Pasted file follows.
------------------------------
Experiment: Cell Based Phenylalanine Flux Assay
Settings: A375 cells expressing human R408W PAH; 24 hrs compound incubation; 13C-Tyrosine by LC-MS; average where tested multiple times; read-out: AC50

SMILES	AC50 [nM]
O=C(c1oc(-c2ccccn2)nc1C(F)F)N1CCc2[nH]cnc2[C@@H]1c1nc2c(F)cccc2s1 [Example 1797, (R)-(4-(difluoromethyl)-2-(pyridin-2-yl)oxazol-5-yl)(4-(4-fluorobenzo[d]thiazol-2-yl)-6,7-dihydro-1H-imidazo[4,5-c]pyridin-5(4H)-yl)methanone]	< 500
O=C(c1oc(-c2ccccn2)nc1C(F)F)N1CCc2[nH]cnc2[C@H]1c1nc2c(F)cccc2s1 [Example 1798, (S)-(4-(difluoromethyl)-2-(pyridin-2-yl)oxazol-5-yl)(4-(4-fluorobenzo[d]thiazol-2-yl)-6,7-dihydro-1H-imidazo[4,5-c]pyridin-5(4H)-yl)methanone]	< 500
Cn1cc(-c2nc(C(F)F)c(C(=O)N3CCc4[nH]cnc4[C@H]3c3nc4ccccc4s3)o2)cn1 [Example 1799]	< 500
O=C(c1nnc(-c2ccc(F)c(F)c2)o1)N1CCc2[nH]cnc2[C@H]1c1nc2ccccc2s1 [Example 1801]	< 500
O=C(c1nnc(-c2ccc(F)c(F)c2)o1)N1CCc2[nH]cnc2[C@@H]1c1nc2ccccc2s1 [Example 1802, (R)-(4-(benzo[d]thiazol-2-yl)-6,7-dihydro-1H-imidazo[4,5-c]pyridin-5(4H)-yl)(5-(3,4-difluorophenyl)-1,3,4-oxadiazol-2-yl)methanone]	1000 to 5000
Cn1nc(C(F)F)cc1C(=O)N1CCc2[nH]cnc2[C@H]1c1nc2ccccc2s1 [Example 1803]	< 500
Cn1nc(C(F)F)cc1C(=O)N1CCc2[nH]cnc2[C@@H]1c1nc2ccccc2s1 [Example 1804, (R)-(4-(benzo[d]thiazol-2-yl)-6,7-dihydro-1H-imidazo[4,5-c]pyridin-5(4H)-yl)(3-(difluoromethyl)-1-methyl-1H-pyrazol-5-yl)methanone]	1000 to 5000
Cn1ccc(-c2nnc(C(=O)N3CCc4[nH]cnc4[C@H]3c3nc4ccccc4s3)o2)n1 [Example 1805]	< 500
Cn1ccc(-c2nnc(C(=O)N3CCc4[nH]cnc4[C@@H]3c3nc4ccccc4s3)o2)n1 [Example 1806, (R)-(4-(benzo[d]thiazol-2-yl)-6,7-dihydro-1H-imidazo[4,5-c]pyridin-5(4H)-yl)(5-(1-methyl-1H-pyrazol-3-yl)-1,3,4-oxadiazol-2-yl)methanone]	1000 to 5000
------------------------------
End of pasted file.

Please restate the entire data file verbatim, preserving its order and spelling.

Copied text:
Experiment: Cell Based Phenylalanine Flux Assay
Settings: A375 cells expressing human R408W PAH; 24 hrs compound incubation; 13C-Tyrosine by LC-MS; average where tested multiple times; read-out: AC50

SMILES	AC50 [nM]
O=C(c1oc(-c2ccccn2)nc1C(F)F)N1CCc2[nH]cnc2[C@@H]1c1nc2c(F)cccc2s1 [Example 1797, (R)-(4-(difluoromethyl)-2-(pyridin-2-yl)oxazol-5-yl)(4-(4-fluorobenzo[d]thiazol-2-yl)-6,7-dihydro-1H-imidazo[4,5-c]pyridin-5(4H)-yl)methanone]	< 500
O=C(c1oc(-c2ccccn2)nc1C(F)F)N1CCc2[nH]cnc2[C@H]1c1nc2c(F)cccc2s1 [Example 1798, (S)-(4-(difluoromethyl)-2-(pyridin-2-yl)oxazol-5-yl)(4-(4-fluorobenzo[d]thiazol-2-yl)-6,7-dihydro-1H-imidazo[4,5-c]pyridin-5(4H)-yl)methanone]	< 500
Cn1cc(-c2nc(C(F)F)c(C(=O)N3CCc4[nH]cnc4[C@H]3c3nc4ccccc4s3)o2)cn1 [Example 1799]	< 500
O=C(c1nnc(-c2ccc(F)c(F)c2)o1)N1CCc2[nH]cnc2[C@H]1c1nc2ccccc2s1 [Example 1801]	< 500
O=C(c1nnc(-c2ccc(F)c(F)c2)o1)N1CCc2[nH]cnc2[C@@H]1c1nc2ccccc2s1 [Example 1802, (R)-(4-(benzo[d]thiazol-2-yl)-6,7-dihydro-1H-imidazo[4,5-c]pyridin-5(4H)-yl)(5-(3,4-difluorophenyl)-1,3,4-oxadiazol-2-yl)methanone]	1000 to 5000
Cn1nc(C(F)F)cc1C(=O)N1CCc2[nH]cnc2[C@H]1c1nc2ccccc2s1 [Example 1803]	< 500
Cn1nc(C(F)F)cc1C(=O)N1CCc2[nH]cnc2[C@@H]1c1nc2ccccc2s1 [Example 1804, (R)-(4-(benzo[d]thiazol-2-yl)-6,7-dihydro-1H-imidazo[4,5-c]pyridin-5(4H)-yl)(3-(difluoromethyl)-1-methyl-1H-pyrazol-5-yl)methanone]	1000 to 5000
Cn1ccc(-c2nnc(C(=O)N3CCc4[nH]cnc4[C@H]3c3nc4ccccc4s3)o2)n1 [Example 1805]	< 500
Cn1ccc(-c2nnc(C(=O)N3CCc4[nH]cnc4[C@@H]3c3nc4ccccc4s3)o2)n1 [Example 1806, (R)-(4-(benzo[d]thiazol-2-yl)-6,7-dihydro-1H-imidazo[4,5-c]pyridin-5(4H)-yl)(5-(1-methyl-1H-pyrazol-3-yl)-1,3,4-oxadiazol-2-yl)methanone]	1000 to 5000